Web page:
Hyper-V Entire Host Disk Access

Corey Hartman
3 min readMay 29


So I quickly wanted to cover a quick little issue I came across over the past week. If a general user with non-administrative privileges has an administrator open Hyper-V Manager for them to access/manage/create a VM, process inheritance can lead to entire disk access. If this non-administrator user attaches the C drive as a shared drive, within the VM they have complete disk access.

Lets see an example of this, if we run Hyper-V manager as an administrator from a non-admin account.

Opening Hyper-V Manager as admin

Then through connecting to the VM, we attach a local resource, in this case it is the C drive.

Attaching the C drive to the remote system.

Within the remote system, in this case my Ubuntu VM , I can open the C drive and read/write anywhere I want.

Accessing the C drive from the Ubuntu VM

As you can see below, within the C:/Windows directory I am able to write a test file.

Creating a file in C:/Windows

Then if we so wished to do so, I can also delete files, such as this file that was just created.

Deleting a file in C:/Windows

So what can we do to prevent this? Well it lies in user groups, for a user to access Hyper-V and perform task that wouldn't be considered outside of the scope of a general user needing to utilize Hyper-V, the user needs added to the “Hyper-V Administrators” group to prevent process inheritance from granting them entire disk access.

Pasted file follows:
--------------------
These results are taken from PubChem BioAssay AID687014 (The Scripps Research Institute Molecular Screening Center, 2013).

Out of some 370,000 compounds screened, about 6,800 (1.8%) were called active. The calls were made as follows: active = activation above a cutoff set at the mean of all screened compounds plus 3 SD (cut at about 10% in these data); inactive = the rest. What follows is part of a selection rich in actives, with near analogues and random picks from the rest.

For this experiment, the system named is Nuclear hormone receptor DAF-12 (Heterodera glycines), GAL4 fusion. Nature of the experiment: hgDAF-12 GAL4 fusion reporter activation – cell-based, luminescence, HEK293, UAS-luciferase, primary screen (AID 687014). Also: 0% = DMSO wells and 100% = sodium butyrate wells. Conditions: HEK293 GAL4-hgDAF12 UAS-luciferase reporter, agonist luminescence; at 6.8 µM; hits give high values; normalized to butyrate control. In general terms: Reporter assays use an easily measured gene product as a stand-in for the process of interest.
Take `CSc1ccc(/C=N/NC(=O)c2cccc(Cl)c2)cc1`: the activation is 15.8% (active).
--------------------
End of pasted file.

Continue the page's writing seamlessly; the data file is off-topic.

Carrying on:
The group a user needs added to to mitigate this issue

So what do we have here specifically? In my opinion this is both a misconfiguration by an administrator, but also an issue with the way process inheritance is setup for this specific process. An administrator should technically just add the user to the Hyper-V Administrator group, however at the same time I can understand edge cases where the user normally doesn't utilized Hyper-V so an admin could easily and unknowingly give a user entire disk access as shown in this example. According to Microsoft, you can prevent child processes from inheriting some of its parents properties, so what really needs to happen is during the disk sharing process, if you need entire disk access from the remote/virtual system, that's when you should explicitly define such permissions rather than through inheritance.

Anyways, as always, I hope this was fun and you learned something.



Corey Hartman

Phd candidate who researches applying machine learning to reverse engineering